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Building Brand Awareness With a Search-First Approach

Customer journeys aren’t linear, but they almost all contain search. Using a search-first marketing approach can help you build brand awareness and help you rank when it matters most.

Jun 7, 2024

6 m read

Every time your web pages appear in organic search, your company’s reputation grows. Audiences engage with your content, and as long as you make an impact, they start recognizing your brand as reputable. That’s why search visibility is about more than traffic and clicks — it’s key for building brand authority and paving the way for your company’s long-term success.

In this guide, I’ll explain how to accelerate brand awareness using a search-first marketing approach. If you’re not familiar with the term, this guide will get you up to speed. I’ll explore what a search-first strategy is and how the framework serves to boost your brand’s prominence, drive sales, and expand your market share.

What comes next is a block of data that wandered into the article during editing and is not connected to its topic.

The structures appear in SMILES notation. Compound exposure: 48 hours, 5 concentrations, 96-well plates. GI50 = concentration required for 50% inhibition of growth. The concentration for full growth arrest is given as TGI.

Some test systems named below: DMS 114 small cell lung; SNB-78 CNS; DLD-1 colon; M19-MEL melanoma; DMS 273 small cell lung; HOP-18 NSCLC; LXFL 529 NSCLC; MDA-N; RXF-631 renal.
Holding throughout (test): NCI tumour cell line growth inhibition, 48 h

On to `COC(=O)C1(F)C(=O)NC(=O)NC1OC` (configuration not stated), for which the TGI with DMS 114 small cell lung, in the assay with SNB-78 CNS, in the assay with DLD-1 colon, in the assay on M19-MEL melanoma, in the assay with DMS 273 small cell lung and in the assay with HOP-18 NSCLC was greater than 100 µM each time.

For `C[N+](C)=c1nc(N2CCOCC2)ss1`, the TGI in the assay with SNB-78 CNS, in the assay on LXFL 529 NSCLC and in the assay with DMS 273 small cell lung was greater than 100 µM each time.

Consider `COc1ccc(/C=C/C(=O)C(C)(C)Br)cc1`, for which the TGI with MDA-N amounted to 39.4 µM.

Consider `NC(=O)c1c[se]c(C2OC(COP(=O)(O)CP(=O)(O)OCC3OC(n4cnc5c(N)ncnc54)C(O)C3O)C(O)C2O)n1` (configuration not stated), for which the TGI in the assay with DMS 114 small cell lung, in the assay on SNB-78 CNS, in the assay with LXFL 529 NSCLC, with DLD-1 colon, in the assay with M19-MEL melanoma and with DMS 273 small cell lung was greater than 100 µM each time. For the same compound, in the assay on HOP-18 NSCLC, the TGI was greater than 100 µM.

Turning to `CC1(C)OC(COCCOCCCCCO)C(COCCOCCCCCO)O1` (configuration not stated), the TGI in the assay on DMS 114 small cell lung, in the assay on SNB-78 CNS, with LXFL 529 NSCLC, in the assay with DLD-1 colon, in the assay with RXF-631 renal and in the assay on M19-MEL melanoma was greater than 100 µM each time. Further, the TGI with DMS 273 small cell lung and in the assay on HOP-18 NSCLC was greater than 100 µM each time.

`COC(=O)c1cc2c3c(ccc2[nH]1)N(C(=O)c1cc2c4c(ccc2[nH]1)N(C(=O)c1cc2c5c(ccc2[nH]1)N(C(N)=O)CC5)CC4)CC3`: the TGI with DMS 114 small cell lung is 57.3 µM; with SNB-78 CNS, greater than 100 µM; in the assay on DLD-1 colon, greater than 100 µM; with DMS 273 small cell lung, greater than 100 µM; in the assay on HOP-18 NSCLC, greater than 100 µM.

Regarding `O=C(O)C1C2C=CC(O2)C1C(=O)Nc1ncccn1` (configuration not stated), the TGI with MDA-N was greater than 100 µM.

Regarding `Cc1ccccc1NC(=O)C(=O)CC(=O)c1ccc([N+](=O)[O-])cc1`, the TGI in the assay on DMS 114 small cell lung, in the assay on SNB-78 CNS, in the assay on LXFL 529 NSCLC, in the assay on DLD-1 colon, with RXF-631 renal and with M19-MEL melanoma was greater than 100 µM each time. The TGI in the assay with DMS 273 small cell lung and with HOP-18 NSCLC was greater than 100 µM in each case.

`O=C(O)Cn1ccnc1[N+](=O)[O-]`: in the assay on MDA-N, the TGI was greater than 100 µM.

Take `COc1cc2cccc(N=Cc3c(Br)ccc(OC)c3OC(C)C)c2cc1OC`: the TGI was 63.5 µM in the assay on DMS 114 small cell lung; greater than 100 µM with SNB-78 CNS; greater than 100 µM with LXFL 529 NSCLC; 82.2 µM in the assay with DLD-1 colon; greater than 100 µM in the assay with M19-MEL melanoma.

What Is a Search-First Strategy?

Search-first marketing is a strategic approach that places search engine visibility and optimization at the center of your marketing efforts. It recognizes the central role search plays in the buyer journey, ensuring your site is easily discoverable when potential customers search along the path to their products or services. 

A search-first strategy also emphasizes the importance of high-quality website content and aligns the channels that drive traffic to that content with your SEO strategy. This alignment enables businesses to more consistently connect with their target audience in the right place, at the right moment, with the right message.

Other channels, such as paid ads, social media, and influencer partnerships, still have a place in your marketing. However, a search-first approach prioritizes the data gleaned from search engines as the primary driver to improve all of your channels. The goal is to create a high-performing, optimized website that ranks well in the SERPs and serves as validation for your other channels, generating leads and inspiring conversion through precisely tailored content. 

How a Search-First Approach Builds Brand Awareness

Search is central to the buyer’s journey. Sometimes it’s the starting point, sometimes it falls in the middle, and sometimes it’s the last action a customer takes before signing up for a service, scheduling a consultation, or purchasing a product.